Ahead of Season 1 Finale, Apple Has Made the Entire First Episode of ‘Silo’ Free – on Twitter

Apple TV, yesterday on Twitter:

3 days until the #Silo finale.

Here’s the entire first episode.

Embedded right in that promoted tweet is the entire series premiere.1

Putting aside, for this paragraph, the politics surrounding Twitter, this is a rather interesting promotional move. You can watch the premiere episodes for all Apple TV+ original series for free in the Apple TV app: Silo, Ted Lasso, Severance, The Morning Show, Hijack (the new thriller starring Idris Elba) — all of them. It’s an obvious strategy: get hooked on even one of these premieres and it costs just $7/month to watch the rest. The biggest obstacle to any streaming service is just getting someone to try it. Everyone with an iPhone or iPad or Mac already has Apple’s TV app installed, and a lot of people already have the app on their TVs or set top boxes. But Apple isn’t linking from Twitter to the TV+ app — they’ve shared the entire episode right on Twitter itself. Not YouTube, not Facebook. Twitter. That wasn’t even technically possible until last month.

But asking anyone today to put aside the politics of Twitter is a bit like the old “But other than that, how’d you enjoy the play, Mrs. Lincoln?” joke. There is a number one user on Twitter, and that user is Elon Musk, and his politics and policies are veering more toxic, not less, as time goes on. Advertising is fundamentally about paying to reach an audience, not an endorsement of content, but at some level it’s a partnership. Publishers and platforms reject objectionable ads, and advertisers eschew objectionable platforms. Where is that line for Apple with Twitter?

Musk, unsurprisingly, seems exultant over Apple’s Silo promotion, which includes a custom hashflag icon. And here’s no less an influencer than MrBeast, Jimmy Donaldson, replying to Musk: “Really is a smart move, I never would have heard of this show and now I’m watching episode 1 and invested lol.” If you’re wondering why Apple would even consider continuing to advertise on Twitter, there’s your answer: the platform still has tremendous reach.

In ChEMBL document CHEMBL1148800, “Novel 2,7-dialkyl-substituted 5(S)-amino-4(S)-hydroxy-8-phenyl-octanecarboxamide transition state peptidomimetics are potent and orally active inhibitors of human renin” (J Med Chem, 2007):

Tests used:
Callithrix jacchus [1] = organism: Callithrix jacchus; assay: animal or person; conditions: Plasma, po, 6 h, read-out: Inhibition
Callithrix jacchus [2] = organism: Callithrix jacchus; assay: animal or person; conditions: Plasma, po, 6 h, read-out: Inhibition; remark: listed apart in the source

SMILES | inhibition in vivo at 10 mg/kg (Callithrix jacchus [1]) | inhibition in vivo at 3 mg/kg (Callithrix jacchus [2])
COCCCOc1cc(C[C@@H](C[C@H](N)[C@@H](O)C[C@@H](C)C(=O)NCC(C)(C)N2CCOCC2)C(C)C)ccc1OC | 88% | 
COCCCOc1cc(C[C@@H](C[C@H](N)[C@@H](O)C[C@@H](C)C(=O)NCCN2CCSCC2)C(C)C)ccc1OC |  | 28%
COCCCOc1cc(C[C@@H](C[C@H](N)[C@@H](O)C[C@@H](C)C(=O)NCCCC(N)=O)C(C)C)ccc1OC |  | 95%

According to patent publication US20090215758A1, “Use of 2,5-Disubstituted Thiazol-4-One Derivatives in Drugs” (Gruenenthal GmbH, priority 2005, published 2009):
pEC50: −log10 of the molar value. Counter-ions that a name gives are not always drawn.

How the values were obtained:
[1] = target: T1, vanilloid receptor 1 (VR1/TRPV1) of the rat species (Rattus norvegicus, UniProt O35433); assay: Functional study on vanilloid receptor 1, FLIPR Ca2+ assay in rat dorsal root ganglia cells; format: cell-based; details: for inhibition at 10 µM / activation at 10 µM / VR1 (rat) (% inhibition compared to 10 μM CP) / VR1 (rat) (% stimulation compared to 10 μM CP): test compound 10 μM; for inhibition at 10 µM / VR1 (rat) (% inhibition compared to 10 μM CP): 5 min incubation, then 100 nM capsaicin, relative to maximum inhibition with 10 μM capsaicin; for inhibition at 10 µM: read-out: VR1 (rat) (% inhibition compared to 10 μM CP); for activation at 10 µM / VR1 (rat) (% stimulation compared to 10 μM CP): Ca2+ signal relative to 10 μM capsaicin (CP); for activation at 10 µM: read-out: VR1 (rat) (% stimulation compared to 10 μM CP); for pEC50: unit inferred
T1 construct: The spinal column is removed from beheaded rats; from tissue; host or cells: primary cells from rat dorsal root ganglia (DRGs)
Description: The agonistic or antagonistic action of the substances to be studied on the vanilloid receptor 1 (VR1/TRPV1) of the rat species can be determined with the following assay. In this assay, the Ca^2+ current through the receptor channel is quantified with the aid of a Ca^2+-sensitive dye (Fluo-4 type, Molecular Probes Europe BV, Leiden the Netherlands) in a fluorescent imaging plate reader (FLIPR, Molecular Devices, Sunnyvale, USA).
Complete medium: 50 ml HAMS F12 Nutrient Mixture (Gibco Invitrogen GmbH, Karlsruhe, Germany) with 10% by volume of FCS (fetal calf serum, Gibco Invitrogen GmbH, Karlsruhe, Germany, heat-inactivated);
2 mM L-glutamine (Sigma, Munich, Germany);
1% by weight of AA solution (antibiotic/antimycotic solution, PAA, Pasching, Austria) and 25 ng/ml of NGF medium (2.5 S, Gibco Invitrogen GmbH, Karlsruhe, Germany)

Apple spends a veritable fortune on advertising across a slew of media. But the only place where I see anyone asking “Why is Apple advertising there?” is Twitter. It’s hard not to think that Twitter, bereft of premium brand advertisers and looking to jumpstart its foray into hosting long-form video content, is getting more from this Silo promotion than Apple is getting from newfound viewers. It’s not the money (which Musk has plenty of), it’s the prestige (of which Twitter is by most accounts bankrupt). You can’t buy prestige, and Apple has chosen to bestow some on Twitter through this promotion. Is it outrageous that Apple continues to advertise on Twitter? I say no. But it feels a bit skeevy, and more than a little curious, that they choose to.

  1. I started watching Silo a few weeks ago and I like it a lot. Season one does a good job revealing a bit more of the overall mystery each week, while simultaneously doling out some answers along the way. Strong premise, good cast, good production values. It’s no Severance but it’s really good. (I feel the same way about Foundation, but I like Silo better.) It’s a good show and I’m glad it’s already been renewed for a second season. In some alternate universe, Silo was a show on Netflix, where more people would have seen it but it would have been cancelled nonetheless↩︎